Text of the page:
Some andalusian orchard’s species

Carrots (Daucus carota) also apparently derive from the region of Persia and were widely grown in Roman and Visigothic Spain. They were extremely popular in al-Ándalus.

Basil (Ocimum basilicum), cumin (Cumimum cymimum) , sesame (Sesamum indicum) and coriander (Coriandrum sativum) are some of the aromatic seeds and herbs which had been known for centuries and were originally  from Asia Minor and the Near East, but became consolidated during the period of al-Ándalus, as essential culinary spices.

Quince (Cydomia oblonga) was originally from Persia and Asia Minor and grew throughout the Mediterranean basin. It was previously known, but was grown intensively in al-Ándalus as of the 10th century.

Date palms (Phoenix datylifera), introduced in pre-Roman times to the Iberian Mediterranean seaboard, were intensively cultivated in al-Ándalus from the 8th century onward, from dates and trees brought from Yemen, Oman and Bahrain through Egypt and Syria.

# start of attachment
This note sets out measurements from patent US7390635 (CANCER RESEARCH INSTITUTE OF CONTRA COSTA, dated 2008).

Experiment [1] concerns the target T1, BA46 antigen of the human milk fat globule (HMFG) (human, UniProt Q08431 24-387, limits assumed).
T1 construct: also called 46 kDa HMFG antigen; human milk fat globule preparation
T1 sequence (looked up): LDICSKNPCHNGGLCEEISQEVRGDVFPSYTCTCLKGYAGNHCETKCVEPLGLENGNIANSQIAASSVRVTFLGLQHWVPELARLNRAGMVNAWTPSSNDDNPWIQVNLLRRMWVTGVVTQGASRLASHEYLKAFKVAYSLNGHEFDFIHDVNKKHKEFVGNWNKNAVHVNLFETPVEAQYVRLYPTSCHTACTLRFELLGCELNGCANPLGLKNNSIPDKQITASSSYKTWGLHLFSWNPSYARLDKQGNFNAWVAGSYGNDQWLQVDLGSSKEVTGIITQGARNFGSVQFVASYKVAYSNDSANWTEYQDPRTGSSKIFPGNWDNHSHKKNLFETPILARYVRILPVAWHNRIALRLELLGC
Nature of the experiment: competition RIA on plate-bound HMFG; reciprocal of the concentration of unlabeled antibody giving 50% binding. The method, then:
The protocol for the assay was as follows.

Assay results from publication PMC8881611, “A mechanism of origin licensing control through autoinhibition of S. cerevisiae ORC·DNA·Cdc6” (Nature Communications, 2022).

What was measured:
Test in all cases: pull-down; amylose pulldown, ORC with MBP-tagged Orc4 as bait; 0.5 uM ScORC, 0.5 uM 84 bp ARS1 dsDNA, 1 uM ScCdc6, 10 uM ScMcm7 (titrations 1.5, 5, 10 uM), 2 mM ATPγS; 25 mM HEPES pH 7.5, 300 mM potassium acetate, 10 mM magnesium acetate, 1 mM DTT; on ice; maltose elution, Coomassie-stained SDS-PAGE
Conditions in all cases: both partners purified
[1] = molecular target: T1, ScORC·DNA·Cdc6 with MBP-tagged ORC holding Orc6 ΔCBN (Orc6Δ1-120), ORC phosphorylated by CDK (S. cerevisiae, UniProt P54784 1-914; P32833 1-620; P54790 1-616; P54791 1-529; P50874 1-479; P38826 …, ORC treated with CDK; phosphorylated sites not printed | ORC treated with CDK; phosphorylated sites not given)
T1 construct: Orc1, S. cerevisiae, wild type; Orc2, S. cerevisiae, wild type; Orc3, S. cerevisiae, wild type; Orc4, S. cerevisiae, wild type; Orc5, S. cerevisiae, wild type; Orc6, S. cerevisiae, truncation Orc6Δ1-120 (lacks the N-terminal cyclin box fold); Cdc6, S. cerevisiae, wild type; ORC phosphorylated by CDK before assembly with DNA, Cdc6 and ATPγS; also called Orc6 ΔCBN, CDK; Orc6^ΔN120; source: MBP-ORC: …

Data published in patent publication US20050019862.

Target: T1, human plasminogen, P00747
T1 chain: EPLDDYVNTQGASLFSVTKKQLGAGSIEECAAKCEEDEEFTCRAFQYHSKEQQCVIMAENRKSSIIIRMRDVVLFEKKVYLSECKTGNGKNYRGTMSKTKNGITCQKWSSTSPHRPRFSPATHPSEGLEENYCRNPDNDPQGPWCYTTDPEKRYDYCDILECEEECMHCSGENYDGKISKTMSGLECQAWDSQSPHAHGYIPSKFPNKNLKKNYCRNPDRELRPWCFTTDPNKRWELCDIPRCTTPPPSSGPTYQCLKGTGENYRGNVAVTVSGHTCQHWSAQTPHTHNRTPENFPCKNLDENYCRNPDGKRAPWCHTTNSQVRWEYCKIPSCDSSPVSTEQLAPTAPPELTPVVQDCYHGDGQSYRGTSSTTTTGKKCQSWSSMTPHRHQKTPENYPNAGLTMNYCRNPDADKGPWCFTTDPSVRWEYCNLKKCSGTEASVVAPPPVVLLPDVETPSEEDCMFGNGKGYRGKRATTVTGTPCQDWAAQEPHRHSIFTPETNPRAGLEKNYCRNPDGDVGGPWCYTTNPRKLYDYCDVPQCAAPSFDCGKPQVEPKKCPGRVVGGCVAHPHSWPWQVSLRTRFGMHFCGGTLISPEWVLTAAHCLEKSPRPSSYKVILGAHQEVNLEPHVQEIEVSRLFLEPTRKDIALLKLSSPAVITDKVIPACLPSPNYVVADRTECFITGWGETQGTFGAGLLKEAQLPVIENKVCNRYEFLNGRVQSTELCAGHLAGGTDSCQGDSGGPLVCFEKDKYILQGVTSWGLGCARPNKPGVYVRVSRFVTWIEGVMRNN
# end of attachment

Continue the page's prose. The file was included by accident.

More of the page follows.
Pomegranate (Punica granatum), from Kurdistan and widely cultivated in Syria, were brought to al-Ándalus during the 8th century by the envoys of Emir Abderraman I.

Peaches (Prunus persica) were known in Roman Hispania and originally came from China. They reached al-Ándalus through Persia and became common in Cordoba from the 10th century.

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